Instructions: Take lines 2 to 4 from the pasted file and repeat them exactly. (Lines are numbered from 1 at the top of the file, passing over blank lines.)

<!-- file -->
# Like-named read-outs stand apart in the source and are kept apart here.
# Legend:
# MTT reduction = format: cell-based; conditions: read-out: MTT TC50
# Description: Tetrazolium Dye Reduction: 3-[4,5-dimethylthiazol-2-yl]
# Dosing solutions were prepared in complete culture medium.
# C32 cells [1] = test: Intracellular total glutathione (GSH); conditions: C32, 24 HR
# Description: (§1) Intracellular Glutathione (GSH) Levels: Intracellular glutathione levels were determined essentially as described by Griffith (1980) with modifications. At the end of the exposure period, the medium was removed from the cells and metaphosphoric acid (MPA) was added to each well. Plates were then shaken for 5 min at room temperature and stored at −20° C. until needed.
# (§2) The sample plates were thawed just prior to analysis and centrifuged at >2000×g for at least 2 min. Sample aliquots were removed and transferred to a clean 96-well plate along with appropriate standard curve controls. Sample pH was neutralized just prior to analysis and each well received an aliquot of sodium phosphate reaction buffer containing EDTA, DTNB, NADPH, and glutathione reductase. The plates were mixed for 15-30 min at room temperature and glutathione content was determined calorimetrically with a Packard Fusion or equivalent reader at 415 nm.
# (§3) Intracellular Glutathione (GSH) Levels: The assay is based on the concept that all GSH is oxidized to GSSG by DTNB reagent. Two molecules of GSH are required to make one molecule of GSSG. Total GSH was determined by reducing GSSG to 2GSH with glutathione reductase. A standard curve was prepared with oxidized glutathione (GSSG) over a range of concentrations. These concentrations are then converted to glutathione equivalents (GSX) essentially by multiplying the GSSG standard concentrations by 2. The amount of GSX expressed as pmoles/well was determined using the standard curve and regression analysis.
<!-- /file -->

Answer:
# Legend:
# MTT reduction = format: cell-based; conditions: read-out: MTT TC50
# Description: Tetrazolium Dye Reduction: 3-[4,5-dimethylthiazol-2-yl]